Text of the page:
Arab Spring, the Tea Party movement or Occupy Wall Street, what is it about leaderless organizations that makes it all seem so strange to us? In 2006, I made the six hour drive from Montreal to Boston to attend the first PodCamp Boston unconference (a participant-driven or self-organized gathering). Prior to that, I had attended some of the initial BarCamp events. The idea of a self-organized event was foreign then... and it's still foreign now. Some of the initial questions I had about driving to PodCamp included:Whether it's the
- What if I get there and no one shows up?
- How will I know if the sessions are any good?
- Where do I get my nametag?
- Where are the networking events taking place?
- Is there a travel sponsor with a rebate on nearby hotels for those attending from out of town?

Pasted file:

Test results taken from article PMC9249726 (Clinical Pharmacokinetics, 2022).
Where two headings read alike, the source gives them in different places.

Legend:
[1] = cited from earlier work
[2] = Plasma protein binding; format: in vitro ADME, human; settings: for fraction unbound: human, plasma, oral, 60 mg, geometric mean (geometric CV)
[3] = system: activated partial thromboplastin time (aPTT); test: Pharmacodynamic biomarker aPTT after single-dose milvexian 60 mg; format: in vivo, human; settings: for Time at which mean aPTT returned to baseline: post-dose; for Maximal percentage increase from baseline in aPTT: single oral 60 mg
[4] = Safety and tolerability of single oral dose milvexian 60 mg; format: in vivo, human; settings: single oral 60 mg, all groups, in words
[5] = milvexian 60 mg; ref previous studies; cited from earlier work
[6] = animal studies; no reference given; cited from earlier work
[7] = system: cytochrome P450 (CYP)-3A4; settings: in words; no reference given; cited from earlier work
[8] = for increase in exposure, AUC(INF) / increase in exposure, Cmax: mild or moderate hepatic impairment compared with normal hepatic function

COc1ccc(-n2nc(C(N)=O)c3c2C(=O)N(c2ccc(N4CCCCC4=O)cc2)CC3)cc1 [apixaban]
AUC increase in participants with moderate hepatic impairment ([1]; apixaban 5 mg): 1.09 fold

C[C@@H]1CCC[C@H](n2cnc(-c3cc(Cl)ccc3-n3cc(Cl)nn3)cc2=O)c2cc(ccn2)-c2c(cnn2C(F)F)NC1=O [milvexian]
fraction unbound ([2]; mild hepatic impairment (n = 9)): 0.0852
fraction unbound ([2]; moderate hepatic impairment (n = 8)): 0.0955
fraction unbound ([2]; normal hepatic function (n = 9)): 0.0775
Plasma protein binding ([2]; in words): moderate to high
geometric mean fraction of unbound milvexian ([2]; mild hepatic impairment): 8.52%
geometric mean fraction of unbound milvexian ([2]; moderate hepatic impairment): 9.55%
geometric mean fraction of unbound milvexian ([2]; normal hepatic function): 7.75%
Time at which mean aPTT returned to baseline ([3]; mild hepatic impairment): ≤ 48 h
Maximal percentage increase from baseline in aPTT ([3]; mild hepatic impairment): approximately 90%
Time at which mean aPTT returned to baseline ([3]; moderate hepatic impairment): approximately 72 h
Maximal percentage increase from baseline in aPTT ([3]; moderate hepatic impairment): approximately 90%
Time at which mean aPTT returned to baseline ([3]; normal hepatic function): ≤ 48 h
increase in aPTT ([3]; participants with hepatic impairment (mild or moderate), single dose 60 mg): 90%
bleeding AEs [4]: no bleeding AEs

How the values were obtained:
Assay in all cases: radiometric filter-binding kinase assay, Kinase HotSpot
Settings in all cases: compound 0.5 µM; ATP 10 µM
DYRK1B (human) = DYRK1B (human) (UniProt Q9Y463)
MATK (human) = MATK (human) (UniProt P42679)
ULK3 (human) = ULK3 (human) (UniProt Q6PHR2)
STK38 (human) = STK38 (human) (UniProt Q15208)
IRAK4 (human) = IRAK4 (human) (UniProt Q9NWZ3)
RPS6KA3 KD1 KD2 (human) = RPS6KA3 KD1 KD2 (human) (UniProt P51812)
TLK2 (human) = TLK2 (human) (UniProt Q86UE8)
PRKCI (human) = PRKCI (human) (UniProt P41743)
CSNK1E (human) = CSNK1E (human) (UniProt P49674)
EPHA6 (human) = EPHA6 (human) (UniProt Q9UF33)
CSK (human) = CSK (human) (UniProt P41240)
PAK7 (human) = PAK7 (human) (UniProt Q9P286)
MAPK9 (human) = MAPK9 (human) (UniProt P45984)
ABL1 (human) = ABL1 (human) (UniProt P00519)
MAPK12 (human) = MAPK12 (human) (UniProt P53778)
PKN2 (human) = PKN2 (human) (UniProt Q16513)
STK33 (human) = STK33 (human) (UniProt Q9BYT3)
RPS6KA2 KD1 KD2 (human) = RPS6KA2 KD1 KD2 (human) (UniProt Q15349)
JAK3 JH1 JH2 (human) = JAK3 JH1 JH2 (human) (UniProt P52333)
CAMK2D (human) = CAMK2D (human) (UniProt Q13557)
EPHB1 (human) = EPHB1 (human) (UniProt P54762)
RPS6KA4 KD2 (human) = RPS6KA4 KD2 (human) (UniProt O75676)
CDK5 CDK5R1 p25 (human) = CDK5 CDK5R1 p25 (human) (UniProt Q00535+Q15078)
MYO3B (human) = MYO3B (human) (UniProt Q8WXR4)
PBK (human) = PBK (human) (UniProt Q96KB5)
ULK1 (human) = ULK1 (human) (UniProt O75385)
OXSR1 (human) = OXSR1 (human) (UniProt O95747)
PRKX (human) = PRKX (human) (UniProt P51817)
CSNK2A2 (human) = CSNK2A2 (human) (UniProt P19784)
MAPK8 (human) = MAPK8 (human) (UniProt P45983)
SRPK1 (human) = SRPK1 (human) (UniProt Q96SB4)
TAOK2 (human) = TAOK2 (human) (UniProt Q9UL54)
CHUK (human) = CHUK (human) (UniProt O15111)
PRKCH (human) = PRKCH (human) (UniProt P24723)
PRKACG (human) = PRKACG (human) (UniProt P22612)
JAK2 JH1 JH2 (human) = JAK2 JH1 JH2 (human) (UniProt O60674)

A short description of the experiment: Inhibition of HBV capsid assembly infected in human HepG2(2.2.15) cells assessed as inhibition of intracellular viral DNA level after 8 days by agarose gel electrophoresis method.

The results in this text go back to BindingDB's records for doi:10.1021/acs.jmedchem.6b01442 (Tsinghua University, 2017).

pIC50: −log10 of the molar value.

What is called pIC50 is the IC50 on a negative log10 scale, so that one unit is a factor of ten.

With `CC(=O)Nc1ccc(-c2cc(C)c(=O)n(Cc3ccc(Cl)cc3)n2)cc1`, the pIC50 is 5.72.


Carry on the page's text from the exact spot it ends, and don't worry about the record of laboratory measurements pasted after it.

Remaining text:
- If you get there and no one else shows up, then I didn't do my job of letting others know about the event.
- The sessions will only be good if I chose to either lead one or encourage others to lead them.
- You bring your own nametag.
- You have to connect with the other people who signed up on the wiki and make your own social events (and encourage others to join you!).
- You're a big boy, call some hotels and negotiate a rate for yourself and for others.
MORE:Arab SpringbarcampBusiness Bookclay shirkyCognitive Surplusconferencefacelessgovernmenthere comes everybodyinternet cultureleaderless organizationleadershipoccupy wall streetonline channelopen sourcepodcamp bostonPoliticsself organizedsocial mediasoftware developmenttea party movementSuggest a correction